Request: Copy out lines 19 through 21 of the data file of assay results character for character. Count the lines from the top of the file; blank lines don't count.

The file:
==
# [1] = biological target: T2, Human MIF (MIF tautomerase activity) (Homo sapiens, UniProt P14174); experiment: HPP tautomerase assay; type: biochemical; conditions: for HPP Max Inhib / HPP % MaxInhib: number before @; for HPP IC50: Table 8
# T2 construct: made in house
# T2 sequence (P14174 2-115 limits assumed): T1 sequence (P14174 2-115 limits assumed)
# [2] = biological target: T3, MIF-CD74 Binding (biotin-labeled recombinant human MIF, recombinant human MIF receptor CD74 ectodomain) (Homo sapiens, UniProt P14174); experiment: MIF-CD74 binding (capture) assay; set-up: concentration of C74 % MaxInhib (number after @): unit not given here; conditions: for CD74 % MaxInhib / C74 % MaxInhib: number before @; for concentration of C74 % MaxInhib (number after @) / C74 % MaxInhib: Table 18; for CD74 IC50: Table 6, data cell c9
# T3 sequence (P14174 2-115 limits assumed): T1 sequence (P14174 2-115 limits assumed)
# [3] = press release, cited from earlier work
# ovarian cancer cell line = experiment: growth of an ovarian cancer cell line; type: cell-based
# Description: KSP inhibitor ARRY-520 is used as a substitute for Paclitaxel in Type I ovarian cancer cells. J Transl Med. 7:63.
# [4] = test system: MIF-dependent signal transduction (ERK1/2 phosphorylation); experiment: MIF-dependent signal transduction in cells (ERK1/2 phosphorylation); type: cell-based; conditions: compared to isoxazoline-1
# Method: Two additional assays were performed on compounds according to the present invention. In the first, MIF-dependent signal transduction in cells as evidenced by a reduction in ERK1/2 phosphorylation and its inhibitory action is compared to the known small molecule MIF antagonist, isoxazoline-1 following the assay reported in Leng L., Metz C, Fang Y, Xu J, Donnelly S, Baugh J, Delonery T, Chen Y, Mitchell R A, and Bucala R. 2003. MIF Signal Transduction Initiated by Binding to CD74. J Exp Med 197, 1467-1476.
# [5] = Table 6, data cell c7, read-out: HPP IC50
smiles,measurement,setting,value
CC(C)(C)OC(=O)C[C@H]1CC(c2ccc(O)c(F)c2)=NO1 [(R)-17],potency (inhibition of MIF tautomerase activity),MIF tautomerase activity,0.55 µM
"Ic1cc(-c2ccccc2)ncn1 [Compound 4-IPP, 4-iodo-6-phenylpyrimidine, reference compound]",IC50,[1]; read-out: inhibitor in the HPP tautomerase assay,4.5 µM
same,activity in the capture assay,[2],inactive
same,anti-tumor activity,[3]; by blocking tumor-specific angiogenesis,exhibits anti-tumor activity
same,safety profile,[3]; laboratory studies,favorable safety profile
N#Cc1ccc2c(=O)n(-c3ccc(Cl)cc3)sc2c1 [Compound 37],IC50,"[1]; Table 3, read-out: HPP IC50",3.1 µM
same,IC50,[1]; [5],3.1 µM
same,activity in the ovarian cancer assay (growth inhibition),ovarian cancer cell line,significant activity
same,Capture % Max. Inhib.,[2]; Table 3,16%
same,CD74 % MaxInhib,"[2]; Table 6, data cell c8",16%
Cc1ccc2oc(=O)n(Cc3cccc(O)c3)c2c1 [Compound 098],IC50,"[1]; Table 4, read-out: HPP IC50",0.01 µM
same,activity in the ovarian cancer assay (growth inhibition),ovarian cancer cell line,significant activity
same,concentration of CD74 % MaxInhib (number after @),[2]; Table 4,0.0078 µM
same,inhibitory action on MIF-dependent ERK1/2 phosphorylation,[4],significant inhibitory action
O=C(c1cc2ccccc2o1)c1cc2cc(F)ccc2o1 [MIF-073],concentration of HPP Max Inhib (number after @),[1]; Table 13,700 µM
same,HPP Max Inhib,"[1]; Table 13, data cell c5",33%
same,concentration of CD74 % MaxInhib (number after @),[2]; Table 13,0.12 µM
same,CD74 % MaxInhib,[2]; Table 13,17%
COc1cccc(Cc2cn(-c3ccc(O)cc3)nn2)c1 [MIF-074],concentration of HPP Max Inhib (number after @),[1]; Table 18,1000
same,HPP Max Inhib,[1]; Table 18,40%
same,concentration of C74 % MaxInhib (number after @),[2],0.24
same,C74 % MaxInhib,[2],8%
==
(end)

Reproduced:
same,IC50,[1]; [5],3.1 µM
same,activity in the ovarian cancer assay (growth inhibition),ovarian cancer cell line,significant activity
same,Capture % Max. Inhib.,[2]; Table 3,16%